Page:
As a game-loving family, we enjoyed playing Maestro Mastery – Explore the Composers from Byron’s Games over the past few weeks! I have enjoyed being able to bring history and music together. I have always wanted to do a composer study but wasn’t sure how to go about it. I prefer to find fun, hands-on ways to learn and this game was everything I was looking for.
Everything I have ever received from Byron’s Games has been excellent quality. This game was no exception. The box is very sturdy and the cards are nice and thick. We also received a large poster of all the composers that includes their information.
Each of the cards contains lots of information about we composer. What period they were, years that they lived, and what country they are from.
Even though my kids are getting older, they still like to play games of memory match. There are 52 composers included in this game. You receive 2 cards of each composer so you can match them. (Only one has the detailed information on it). There are different colored coded cards differentiating 6 time periods: Medieval, Renaissance, Baroque, Classical, Romantic and Contemporary.
In our history curriculum are working through Medieval times right now and heading into the Renaissance, so I pulled out those cards to work with first. These are the time periods with the fewest cards so it was a good place to start with an eight year old and a ten year old. The cards are separated into two decks with all time periods interspersed, but I made my own custom deck based on time period.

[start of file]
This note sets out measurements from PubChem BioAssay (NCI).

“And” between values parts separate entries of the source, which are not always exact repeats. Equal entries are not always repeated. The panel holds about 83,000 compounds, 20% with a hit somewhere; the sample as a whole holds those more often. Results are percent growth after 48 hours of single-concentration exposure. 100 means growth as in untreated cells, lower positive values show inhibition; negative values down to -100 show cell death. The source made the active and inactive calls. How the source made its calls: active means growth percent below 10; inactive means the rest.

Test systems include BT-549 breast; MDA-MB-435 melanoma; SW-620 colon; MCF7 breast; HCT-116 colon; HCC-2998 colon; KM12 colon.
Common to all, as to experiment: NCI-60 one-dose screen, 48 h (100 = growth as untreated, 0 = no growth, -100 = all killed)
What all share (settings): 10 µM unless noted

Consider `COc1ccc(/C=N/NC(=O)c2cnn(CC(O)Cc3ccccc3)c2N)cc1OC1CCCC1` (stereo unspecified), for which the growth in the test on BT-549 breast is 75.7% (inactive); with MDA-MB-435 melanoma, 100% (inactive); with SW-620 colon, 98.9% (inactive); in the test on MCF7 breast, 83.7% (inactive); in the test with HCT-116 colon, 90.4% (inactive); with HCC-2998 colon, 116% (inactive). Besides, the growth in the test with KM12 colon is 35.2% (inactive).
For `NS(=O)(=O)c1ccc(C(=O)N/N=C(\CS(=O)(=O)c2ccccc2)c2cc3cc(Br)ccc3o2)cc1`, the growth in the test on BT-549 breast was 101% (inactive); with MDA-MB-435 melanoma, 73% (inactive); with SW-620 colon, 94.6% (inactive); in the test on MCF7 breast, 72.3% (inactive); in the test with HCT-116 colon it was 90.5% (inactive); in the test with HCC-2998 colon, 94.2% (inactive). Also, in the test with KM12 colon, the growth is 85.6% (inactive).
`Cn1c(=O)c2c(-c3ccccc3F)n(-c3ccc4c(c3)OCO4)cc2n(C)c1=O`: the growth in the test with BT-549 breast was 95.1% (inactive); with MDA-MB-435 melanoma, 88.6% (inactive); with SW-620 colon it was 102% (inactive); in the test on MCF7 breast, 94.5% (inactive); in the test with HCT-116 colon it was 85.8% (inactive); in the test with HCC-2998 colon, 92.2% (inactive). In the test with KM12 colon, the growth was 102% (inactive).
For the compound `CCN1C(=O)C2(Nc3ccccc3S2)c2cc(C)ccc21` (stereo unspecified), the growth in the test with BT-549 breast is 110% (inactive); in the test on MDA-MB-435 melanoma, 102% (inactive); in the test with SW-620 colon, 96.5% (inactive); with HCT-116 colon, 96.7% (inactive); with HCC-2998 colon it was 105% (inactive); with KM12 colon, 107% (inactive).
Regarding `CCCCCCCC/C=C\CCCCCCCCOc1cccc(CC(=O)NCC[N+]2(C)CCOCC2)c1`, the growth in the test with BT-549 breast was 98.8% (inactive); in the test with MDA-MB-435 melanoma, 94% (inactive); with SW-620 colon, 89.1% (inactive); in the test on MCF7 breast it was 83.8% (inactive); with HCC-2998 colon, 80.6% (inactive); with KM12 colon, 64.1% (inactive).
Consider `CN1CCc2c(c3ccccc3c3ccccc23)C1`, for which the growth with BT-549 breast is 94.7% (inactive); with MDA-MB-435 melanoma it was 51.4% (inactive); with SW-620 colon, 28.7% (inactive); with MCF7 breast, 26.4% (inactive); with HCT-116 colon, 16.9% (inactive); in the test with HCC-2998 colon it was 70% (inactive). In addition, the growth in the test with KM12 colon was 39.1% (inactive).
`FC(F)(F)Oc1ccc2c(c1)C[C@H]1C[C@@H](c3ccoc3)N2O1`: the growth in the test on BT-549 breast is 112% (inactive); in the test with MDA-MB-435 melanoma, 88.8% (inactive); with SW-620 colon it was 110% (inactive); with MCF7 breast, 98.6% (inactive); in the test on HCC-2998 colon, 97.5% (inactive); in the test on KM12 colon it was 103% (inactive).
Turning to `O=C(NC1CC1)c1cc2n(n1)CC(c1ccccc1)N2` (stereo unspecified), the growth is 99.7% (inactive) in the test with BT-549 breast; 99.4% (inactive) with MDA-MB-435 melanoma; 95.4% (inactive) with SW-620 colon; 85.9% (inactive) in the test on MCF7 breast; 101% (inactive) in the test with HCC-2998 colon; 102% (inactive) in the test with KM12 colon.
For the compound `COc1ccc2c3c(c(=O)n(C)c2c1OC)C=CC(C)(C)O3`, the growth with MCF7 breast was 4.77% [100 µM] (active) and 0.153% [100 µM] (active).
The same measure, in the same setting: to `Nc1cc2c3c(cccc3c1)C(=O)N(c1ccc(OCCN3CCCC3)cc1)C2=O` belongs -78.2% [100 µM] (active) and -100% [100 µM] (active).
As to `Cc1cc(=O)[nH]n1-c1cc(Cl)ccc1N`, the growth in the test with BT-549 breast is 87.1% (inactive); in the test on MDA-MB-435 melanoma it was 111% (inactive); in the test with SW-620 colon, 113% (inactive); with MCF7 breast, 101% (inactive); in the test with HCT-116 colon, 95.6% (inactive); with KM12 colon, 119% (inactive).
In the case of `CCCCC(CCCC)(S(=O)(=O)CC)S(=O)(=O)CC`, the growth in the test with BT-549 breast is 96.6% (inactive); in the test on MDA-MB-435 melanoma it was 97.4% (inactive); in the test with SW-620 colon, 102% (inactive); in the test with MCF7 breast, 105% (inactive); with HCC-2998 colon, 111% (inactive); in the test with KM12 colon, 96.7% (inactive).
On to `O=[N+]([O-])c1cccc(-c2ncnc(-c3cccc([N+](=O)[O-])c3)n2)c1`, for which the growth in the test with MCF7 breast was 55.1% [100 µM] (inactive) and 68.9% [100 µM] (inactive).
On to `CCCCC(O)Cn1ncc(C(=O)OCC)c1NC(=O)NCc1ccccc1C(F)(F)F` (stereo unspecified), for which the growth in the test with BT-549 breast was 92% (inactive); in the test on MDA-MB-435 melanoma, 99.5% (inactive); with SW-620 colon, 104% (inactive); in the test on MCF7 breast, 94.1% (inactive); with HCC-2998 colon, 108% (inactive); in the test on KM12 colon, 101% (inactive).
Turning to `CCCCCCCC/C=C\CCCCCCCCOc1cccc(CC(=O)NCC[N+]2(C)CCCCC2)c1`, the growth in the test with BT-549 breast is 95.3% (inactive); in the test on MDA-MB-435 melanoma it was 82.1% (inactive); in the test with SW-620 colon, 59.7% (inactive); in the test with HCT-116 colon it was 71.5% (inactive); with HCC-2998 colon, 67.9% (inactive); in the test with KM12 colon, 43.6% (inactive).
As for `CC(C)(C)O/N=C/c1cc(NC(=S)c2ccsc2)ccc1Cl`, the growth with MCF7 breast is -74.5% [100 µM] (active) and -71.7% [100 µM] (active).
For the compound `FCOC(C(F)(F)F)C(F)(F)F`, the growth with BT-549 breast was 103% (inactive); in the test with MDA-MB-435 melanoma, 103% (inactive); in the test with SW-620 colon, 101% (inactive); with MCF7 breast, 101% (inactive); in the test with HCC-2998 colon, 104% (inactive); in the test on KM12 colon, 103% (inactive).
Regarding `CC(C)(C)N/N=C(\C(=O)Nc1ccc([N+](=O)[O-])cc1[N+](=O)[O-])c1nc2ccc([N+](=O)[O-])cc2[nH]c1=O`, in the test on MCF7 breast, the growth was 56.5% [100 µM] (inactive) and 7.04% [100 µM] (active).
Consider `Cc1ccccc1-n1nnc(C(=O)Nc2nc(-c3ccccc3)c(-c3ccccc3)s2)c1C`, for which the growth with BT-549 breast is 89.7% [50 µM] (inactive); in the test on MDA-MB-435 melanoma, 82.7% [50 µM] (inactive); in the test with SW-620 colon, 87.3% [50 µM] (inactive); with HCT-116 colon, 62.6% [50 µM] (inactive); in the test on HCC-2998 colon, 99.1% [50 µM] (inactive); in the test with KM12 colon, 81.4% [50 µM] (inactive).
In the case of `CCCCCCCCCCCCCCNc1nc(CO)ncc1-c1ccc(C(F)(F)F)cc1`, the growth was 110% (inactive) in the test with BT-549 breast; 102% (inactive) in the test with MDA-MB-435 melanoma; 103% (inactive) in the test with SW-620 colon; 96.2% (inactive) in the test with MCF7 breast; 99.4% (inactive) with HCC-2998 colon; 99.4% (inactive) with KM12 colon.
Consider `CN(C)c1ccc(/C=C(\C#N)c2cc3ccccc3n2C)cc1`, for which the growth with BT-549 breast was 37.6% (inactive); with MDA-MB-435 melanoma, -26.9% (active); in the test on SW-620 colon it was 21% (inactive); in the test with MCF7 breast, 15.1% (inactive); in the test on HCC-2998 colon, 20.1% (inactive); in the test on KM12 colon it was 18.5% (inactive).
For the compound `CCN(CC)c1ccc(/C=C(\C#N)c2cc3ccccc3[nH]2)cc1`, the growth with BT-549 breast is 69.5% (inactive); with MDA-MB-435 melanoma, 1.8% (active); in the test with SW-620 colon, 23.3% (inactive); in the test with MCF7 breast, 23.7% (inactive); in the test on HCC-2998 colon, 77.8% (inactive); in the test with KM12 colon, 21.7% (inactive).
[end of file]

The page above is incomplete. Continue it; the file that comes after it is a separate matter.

To begin the matching game, lay out the cards you are playing with upside and take turns flipping cards over and trying to make matches. Read about each new composer as you come to them. If you make a match, you get to keep those cards. The player with the most matches at the end is the winner. You can also categorize the matches you get my time period. A variation of the game is to see how many times periods you can have the most matches.
Byron’s Games has included an easy way to listen to each composer’s work. There are samples of each of them on their website. This was great not to have to find them on my own. A fun variation of the game is to lay out a few composer cards and play a music sample. The other player guesses which composer they are listening too. If you guess correctly you get to keep the card. The player with the most cards wins.
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Many other families on The Homeschool Review Crew also had the opportunity to review this game. Click on the graphic below to see what other families thought of it. Byron’s Games also offered another product to our group of reviewers. They reviewed The Family Journal. This is a family meeting journal with 12 months of weekly goals, activities and more. It looks great! You can read those review also by clicking on the graphic below.